The Study of Marine Debris and Microplastic Pollution on Beaches in Hong Kong

香港海灘上海洋垃圾及微塑膠污染的研究

Student thesis: Doctoral Thesis

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Award date5 Mar 2020

Abstract

The number of marine debris keeps increasing globally. Most of them that ends up in the ocean has the potential to be washed ashore. In fact, marine debris is found on many shores around the world, even in the most remote area. An increase in the number of beach debris constitutes a threat to ecological, economic, recreational and aesthetic values. The occurrence of marine debris, and more recently microplastics (< 5 mm), in the marine ecosystem has become a major global environmental issue because the microplastics are widespread in the oceans, bioavailable and able to carry toxic chemicals. The uptake of microplastics by marine organisms shows adverse health impacts including reduction in food uptake and altering physiological functions. The bioavailability of microplastics towards lower trophic levels such as zooplankton and invertebrates holds great potential for bioaccumulation and biomagnification. The present study assessed the status of beach debris and microplastic pollution in Hong Kong and provided an innovative approach for their monitoring.

Plastic waste enters the coastal zones and oceans through rivers, water drainage, sewerages, and transport by wind or tides. Its pattern of transport and deposition is determined by climatic and oceanic conditions, specifically wind, nearshore currents, wave motion, tidal dynamics, as well as shoreline geomorphology. Routine monitoring of marine debris is vital in identifying hotspots of beach debris and providing valuable information for the establishment of an efficient cleanup strategy. The first study of this thesis investigated the transient effects of typhoon-induced marine debris on shores. The amount of macro-debris (>2.5 cm) and microplastics (<5 mm) were compared before and after a typhoon. For macro-debris, the average density increased from 0.047 items m–2 before the typhoon to 0.54 items m–2 several days later, an 11.4-fold increase with plastic being the most dominant type of debris (61.9–93.3% and 80.7–92.4% before and after the typhoon, respectively). Likewise, a significantly higher microplastic abundance was found in the post-typhoon period (mean = 335 items kg-1 sediment) than the pre-typhoon period (188 items kg-1 sediment). These data have demonstrated that the typhoon can dramatically increase both the marine debris and microplastics on the shore.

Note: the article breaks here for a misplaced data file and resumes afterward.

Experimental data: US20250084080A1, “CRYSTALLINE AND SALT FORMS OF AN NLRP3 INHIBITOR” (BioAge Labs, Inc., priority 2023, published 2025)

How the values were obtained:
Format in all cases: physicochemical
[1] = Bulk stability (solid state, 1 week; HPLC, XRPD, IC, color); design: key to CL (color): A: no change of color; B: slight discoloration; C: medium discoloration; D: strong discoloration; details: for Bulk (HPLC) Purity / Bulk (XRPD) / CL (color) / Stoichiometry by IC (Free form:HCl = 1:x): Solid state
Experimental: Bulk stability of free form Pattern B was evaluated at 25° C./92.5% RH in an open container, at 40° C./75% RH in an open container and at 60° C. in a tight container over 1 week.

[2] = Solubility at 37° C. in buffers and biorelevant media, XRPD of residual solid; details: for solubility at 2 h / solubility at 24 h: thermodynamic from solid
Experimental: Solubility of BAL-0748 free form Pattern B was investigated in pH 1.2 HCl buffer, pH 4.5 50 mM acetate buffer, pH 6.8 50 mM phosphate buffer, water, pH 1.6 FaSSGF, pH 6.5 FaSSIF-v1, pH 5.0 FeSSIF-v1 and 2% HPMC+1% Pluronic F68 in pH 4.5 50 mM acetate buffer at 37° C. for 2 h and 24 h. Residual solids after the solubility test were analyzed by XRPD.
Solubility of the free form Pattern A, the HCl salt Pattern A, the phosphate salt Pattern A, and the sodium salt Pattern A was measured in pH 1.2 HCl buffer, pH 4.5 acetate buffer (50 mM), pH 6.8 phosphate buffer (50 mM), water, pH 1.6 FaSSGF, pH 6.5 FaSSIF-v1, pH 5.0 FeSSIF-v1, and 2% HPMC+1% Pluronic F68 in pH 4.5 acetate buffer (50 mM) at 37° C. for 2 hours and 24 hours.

The visual survey is the most common method to quantify and characterize beach debris. However, it is very labour intensive and difficult to carry out on beaches which are remote or difficult to access. The second study of this thesis tested an alternative approach to monitor macro-debris on two beaches using an unmanned aerial vehicle (UAV), or aerial drone, with automated image requisition and automatic image processing. Debris of size between 2.5–50 cm on the beaches was identified by untrained personnel from the photos with the highest accuracy of >75%. The quantification of beach debris using the drone was three times faster than the visual census. How different operating conditions affected the performance of the drone in the beach debris assessment were investigated for optimizing the protocol for the assessment. This study has revealed the potential of using an automated approach for beach debris assessment at different spatial and temporal scales.